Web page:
@Jeff: Whoops. Change made.

  • http://lukemorton.co.uk Luke Morton

    @ajh: I know where you are coming from, IE is annoying for web designer however I would say that Firefox has come a long way and with increasing awareness of the browser alternatives I doubt people will get any more stupid. Within a few years most people will probably know what choices they have when it comes to web browsing since web browsing is creeping into a lot more peoples lives.

    Also this “cloud computing” catch phrase describing using web based OS will probably cause Microsoft to loose the strangle hold they have over the operating systems market as well.

    “Why the hell do I need to pay Microsoft for Windows, Office and IE access when I can get Linux, Open Office and Firefox for free?”

    Someone just needs to start advertising/educating the cheaper/better alternatives to the Microsoft.

  • ajh

    @Luke – Easier said than done, as the cheaper solutions don’t usually have the funds Microsoft does. Though I do hear that Opera is about to start advertising in the US!

  • http://www.mikehealy.com.au cranial-bore

    I’ve never really understood why Microsoft can’t bundle whatever it wants with its OS. Internet and Email are the first things most people do with a computer, so it makes sense to have a browser and Email client included, and I can’t blame MS for bundling their own products together. They should be perfectly entitled to do so. Just as if Opera should be free to bundle their browser if they ever wrote an OS.

  • http://deceptive-logic.com rc69

    I have to agree with cranial-bore. Being a developer myself, I know how annoying it can be to develop for IE (6+7), FF, and all the rest. However, I do understand that as a corporation, Microsoft should have the right to bundle IE with Windows and not be forced to bundle everything else under the sun with it.

    As cranial said, the first thing that users do with their computer is get on the internet. Microsoft made that easy by “bundling” (a once fully integrated OS component) IE with their OS. IE is Microsoft, Windows is Microsoft, FF and Opera are not Microsoft. Yes, it would be nice if Microsoft decided to help spread the word, but it would also be bad business.

    Simply put, I guess I am one of the few who actually doesn’t care what browser has the market share. My goal in life is – rather than spreading the word about FF – to get everybody to use one consistent rendering engine. That way I don’t have to care what browser a user is using; instead, I will worry about whether they are using a computer or a cell phone/PDA.

    Sorry if this incites one of those heated debates that I know are popular on this subject…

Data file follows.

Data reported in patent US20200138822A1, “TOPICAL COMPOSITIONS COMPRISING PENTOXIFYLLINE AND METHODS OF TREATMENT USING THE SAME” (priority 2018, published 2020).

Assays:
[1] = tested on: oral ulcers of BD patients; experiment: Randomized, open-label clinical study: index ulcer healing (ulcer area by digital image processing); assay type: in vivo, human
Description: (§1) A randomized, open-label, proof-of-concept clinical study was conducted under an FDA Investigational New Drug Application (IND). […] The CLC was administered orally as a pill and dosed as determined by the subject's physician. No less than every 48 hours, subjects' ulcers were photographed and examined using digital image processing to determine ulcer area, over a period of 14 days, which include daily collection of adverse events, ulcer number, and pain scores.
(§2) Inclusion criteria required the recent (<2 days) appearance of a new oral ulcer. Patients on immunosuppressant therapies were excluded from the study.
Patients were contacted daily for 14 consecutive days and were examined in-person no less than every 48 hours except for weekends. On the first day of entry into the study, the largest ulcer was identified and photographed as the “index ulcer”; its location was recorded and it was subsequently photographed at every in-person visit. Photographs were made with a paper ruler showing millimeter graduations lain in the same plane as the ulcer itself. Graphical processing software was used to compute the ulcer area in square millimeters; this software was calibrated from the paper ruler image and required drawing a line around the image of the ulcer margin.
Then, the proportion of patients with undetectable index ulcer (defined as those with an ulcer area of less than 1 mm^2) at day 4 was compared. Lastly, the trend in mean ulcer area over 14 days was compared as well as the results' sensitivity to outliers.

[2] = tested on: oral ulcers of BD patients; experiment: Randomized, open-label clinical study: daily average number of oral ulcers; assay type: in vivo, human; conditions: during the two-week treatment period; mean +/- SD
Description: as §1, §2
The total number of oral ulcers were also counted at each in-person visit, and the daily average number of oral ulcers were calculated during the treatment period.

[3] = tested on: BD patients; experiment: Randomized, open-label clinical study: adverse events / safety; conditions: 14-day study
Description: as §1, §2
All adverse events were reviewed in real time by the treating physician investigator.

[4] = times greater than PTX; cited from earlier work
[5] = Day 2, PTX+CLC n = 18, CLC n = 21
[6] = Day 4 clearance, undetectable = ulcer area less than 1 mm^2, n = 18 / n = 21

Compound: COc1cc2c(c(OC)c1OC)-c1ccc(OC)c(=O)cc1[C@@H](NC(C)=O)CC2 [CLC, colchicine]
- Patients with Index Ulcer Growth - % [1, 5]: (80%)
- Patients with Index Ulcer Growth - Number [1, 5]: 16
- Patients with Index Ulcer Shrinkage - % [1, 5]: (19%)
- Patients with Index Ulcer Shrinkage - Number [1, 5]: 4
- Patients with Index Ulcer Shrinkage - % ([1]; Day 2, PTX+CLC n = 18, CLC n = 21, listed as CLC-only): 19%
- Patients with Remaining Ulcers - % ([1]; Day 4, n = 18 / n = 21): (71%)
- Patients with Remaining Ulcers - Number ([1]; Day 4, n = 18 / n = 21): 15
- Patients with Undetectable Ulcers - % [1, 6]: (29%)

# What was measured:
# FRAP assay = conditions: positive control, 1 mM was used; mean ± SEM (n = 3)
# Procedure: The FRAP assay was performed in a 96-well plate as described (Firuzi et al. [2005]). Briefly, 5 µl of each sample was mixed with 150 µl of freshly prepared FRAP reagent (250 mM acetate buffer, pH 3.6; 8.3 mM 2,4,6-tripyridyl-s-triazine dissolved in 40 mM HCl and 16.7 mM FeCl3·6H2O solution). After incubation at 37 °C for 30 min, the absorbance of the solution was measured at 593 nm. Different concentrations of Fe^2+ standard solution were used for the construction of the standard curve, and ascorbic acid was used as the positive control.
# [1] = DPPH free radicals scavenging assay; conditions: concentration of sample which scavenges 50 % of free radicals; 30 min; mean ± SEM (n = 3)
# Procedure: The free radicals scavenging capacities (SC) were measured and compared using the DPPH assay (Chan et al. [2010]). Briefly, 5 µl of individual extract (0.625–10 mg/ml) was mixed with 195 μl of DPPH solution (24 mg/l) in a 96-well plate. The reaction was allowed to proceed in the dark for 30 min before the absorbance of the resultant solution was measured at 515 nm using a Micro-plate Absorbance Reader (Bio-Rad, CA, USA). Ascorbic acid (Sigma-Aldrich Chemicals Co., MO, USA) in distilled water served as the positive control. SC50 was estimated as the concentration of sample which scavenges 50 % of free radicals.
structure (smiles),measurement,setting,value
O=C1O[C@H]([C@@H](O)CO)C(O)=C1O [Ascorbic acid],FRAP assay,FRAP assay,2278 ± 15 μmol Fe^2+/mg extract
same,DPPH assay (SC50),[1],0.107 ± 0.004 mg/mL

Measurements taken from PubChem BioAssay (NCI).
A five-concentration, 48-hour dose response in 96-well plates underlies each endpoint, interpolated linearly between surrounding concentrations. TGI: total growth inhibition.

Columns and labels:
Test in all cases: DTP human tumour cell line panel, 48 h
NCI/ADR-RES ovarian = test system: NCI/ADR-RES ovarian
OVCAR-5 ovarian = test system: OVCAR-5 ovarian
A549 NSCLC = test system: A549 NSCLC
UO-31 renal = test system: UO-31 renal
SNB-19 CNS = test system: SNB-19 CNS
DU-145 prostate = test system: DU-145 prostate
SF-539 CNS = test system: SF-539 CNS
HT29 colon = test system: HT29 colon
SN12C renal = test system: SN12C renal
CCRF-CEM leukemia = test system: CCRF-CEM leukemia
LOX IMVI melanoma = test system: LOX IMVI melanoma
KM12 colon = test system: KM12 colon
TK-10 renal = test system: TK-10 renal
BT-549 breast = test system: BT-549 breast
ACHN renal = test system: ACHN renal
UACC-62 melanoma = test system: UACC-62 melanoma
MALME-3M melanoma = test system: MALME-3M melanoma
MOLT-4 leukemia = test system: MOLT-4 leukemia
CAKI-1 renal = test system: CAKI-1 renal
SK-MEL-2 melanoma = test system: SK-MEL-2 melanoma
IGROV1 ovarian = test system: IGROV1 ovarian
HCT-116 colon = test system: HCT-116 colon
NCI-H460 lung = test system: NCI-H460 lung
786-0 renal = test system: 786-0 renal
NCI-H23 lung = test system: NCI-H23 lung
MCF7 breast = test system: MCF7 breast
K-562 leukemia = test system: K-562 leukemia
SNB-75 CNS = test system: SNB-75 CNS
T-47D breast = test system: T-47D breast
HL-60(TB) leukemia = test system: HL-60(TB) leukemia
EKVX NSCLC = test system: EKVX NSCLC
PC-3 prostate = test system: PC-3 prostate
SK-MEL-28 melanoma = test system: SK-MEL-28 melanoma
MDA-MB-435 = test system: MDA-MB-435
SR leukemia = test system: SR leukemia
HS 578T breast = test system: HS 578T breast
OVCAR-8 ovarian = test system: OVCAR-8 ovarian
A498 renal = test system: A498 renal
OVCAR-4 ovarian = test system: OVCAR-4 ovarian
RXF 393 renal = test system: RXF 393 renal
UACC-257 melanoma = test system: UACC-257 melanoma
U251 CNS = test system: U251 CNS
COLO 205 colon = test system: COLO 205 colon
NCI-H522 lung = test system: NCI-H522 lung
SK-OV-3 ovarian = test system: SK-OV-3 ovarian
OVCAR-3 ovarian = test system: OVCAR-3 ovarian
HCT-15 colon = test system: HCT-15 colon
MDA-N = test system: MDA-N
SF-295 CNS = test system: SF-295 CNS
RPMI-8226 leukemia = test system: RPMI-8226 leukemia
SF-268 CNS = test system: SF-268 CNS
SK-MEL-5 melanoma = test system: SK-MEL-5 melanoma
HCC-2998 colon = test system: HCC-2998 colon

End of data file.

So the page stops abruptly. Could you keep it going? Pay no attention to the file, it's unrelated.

• http://www.patricksamphire.com/ PatrickSamphire

    I wonder if Apple will also be forced to bundle other browsers too, as right now Macs only come with Safari. After all, if the rule applies to Microsoft, it should apply to Apple, too, right?

    I agree with Connor, actually. People who really don’t get that there’s more than one browser (and many people don’t even know what a browser is) are only going to be confused if they are presented by a long list of options. After all, what criteria would they use to choose when presented by these options?

    If you know enough to be able to choose, you know enough to download the browser you want.

  • http://www.mikedesign.net/ mauteri

    @PatrickSamphire You beat me to it! I was thinking the same thing. But then again, if IE was as decent a browser as Safari is, no one would be saying anything, right?

  • Darren

    Well, After reading a few article about this. I like the solution mention in another post.

    Alan Says:
    February 7th, 2009 at 11:53 am

    The solution, in my eyes, is to have a de-coupled IE which is just as independent from the OS as any other browser. OEMs would be encouraged (by their customers’ requirement to do so) to ship with at least one browser pre-installed. The OEMs, who make up the vast majority of OS sales, would then chose to ship a browser of their choice

    http://blog.lizardwrangler.com/2009/02/06/the-european-commission-and-microsoft/

    I think part of the problem is windows does too much. The operating system should be the operating system. People type all the time too, should Word be bundled with windows?

  • http://www.patricksamphire.com/ PatrickSamphire

    People type all the time too, should Word be bundled with windows?

    Absolutely. Most people have no interest at all in the operating system. What they want is a computer that does what they want it to do. I would guess that the vast majority of ordinary computer users want to either type stuff or go online. They want and need their computer to do that. And I don’t know about anyone else, but if I got a new PC and it had some cheaper word processor on it, I’d be pretty annoyed, because most of the time you want Word, because that’s what most people know how to use.

    Again, though, Macs come bundled with Pages, so why shouldn’t PCs come bundled with Word?